Nanocrystals have always interested researchers since their electrical and thermodynamic properties show strong size dependence, which could potentially lead to some highly efficient new technologies. Scientists at University of Pennsylvania recently showed that nanocrystals of semiconductor cadmium selenide can be easily printed or layered on-top of flexible plastics to form electronic devices. This could potentially open up a slew of new technological possibilities.

Flexible circuit coated with cadmium selenide nanocrystals manufactured in the Kagan lab (c) David Kim and Yuming Lai/University of Pennsylvania.

Flexible circuit coated with cadmium selenide nanocrystals manufactured in the Kagan lab (c) David Kim and Yuming Lai/University of Pennsylvania.

Your typical electronic circuit, which you can find inside just about any household electronics from remote controls to tablets, is layered on-top of a rigid board, 99% of the time a silicon wafer. By devising flexible electronics, a new range of applications might be opened, from smart clothing, to more agile robots. Finding the right technological mix between material availability and manufacturing cost is serious impediment, however.

“We have a performance benchmark in amorphous silicon, which is the material that runs the display in your laptop, among other devices,” said professor Cherie Kagan.

“Here, we show that these cadmium selenide nanocrystal devices can move electrons 22 times faster than in amorphous silicon.”

That’s fast, and not only that, they’re also easier to store and use. morphous silicon uses a process that operates at several hundred degrees; cadmium selenide nanocrystals can be deposited at room temperature and annealed at mild temperature. How did the researchers reach such incredible performances, though?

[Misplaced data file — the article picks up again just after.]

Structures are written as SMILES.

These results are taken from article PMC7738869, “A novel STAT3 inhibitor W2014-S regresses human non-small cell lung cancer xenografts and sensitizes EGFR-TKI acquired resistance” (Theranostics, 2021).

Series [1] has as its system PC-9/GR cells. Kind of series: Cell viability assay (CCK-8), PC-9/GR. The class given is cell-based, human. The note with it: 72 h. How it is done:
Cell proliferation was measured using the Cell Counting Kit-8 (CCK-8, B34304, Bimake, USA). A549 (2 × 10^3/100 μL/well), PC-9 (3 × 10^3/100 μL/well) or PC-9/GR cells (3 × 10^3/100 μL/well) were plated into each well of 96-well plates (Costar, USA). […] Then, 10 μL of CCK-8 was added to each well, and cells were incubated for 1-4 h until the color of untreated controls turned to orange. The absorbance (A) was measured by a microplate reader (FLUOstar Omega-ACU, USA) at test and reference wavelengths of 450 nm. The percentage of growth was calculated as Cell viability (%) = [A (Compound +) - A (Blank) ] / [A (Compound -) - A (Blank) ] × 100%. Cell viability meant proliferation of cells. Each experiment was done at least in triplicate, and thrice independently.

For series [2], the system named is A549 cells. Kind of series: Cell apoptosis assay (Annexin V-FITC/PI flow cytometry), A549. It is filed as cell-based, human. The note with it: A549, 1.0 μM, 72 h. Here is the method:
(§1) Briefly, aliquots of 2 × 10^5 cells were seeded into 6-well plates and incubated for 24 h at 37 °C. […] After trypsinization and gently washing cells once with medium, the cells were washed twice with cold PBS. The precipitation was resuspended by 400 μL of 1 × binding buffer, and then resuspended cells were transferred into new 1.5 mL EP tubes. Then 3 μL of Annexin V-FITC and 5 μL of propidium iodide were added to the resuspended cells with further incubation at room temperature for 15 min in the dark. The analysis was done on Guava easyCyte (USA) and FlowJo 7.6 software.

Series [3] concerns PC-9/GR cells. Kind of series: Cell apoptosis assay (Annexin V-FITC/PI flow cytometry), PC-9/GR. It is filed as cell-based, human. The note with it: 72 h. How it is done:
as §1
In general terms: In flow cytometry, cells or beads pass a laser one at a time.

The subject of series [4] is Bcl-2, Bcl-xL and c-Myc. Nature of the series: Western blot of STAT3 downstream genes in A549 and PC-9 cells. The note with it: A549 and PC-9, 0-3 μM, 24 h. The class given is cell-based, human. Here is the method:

Well, the scientists took extra care when building their nanocrystals in order to ensure maximum compatibility with the binding flexible plastic surface. For one thing, the researchers employed special ligands – chemical chains that extend from the nanocrystals’ surfaces and helps facilitate conductivity as they are packed together into a film.

“There have been a lot of electron transport studies on cadmium selenide, but until recently we haven’t been able to get good performance out of them,” Kim said. “The new aspect of our research was that we used ligands that we can translate very easily onto the flexible plastic; other ligands are so caustic that the plastic actually melts.”

Since the nanocrystals are typically produced as an ink-like liquid, they can be easily stored through various methods, and most importantly they can be applied to surfaces extremely easily. For instance, the researchers used a simple stencil to etch small channels of conducting gold, which make the make the electrical connections to upper levels that would form the circuit. On top of this, an insulating aluminum oxide layer was introduced and again on top of this a 30-nanometer layer of nanocrystals was coated. Finally, in the last step electrodes on the top level were deposited through shadow masks. Using this technique, the researchers built three devices: an inverter, an amplifier and a ring oscillator.

“The more complex circuits are like buildings with multiple floors,” Kagan said. “The gold acts like staircases that the electrons can use to travel between those floors.”

“An inverter is the fundamental building block for more complex circuits,” Lai said. “We can also show amplifiers, which amplify the signal amplitude in analog circuits, and ring oscillators, where ‘on’ and ‘off’ signals are properly propagating over multiple stages in digital circuits.”

“And all of these circuits operate with a couple of volts,” Kagan said. “If you want electronics for portable devices that are going to work with batteries, they have to operate at low voltage or they won’t be useful.”

Findings were detailed in the journal Nature Communications.

via Kurzweil AI

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